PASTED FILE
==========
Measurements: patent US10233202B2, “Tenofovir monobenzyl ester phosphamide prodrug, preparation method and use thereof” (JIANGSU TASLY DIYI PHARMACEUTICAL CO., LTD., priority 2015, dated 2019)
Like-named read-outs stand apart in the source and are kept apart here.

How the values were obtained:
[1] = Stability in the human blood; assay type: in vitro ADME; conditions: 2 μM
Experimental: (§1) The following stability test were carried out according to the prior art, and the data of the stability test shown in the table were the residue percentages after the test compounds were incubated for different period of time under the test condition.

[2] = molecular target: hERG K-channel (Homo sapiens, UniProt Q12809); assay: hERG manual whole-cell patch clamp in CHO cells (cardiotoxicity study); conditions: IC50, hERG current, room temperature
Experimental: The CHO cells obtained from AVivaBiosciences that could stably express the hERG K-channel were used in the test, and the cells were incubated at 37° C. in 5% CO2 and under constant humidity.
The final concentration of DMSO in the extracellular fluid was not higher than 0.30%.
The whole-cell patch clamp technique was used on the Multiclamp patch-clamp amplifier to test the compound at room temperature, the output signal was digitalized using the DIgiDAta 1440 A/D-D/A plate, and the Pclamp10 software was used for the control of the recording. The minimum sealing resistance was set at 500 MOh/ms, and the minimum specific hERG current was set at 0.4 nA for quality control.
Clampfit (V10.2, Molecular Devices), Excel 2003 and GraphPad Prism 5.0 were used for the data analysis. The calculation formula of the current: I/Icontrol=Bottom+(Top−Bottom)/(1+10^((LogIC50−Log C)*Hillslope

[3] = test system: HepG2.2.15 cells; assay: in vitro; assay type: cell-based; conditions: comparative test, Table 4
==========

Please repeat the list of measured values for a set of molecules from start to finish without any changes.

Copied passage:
Measurements: patent US10233202B2, “Tenofovir monobenzyl ester phosphamide prodrug, preparation method and use thereof” (JIANGSU TASLY DIYI PHARMACEUTICAL CO., LTD., priority 2015, dated 2019)
Like-named read-outs stand apart in the source and are kept apart here.

How the values were obtained:
[1] = Stability in the human blood; assay type: in vitro ADME; conditions: 2 μM
Experimental: (§1) The following stability test were carried out according to the prior art, and the data of the stability test shown in the table were the residue percentages after the test compounds were incubated for different period of time under the test condition.

[2] = molecular target: hERG K-channel (Homo sapiens, UniProt Q12809); assay: hERG manual whole-cell patch clamp in CHO cells (cardiotoxicity study); conditions: IC50, hERG current, room temperature
Experimental: The CHO cells obtained from AVivaBiosciences that could stably express the hERG K-channel were used in the test, and the cells were incubated at 37° C. in 5% CO2 and under constant humidity.
The final concentration of DMSO in the extracellular fluid was not higher than 0.30%.
The whole-cell patch clamp technique was used on the Multiclamp patch-clamp amplifier to test the compound at room temperature, the output signal was digitalized using the DIgiDAta 1440 A/D-D/A plate, and the Pclamp10 software was used for the control of the recording. The minimum sealing resistance was set at 500 MOh/ms, and the minimum specific hERG current was set at 0.4 nA for quality control.
Clampfit (V10.2, Molecular Devices), Excel 2003 and GraphPad Prism 5.0 were used for the data analysis. The calculation formula of the current: I/Icontrol=Bottom+(Top−Bottom)/(1+10^((LogIC50−Log C)*Hillslope

[3] = test system: HepG2.2.15 cells; assay: in vitro; assay type: cell-based; conditions: comparative test, Table 4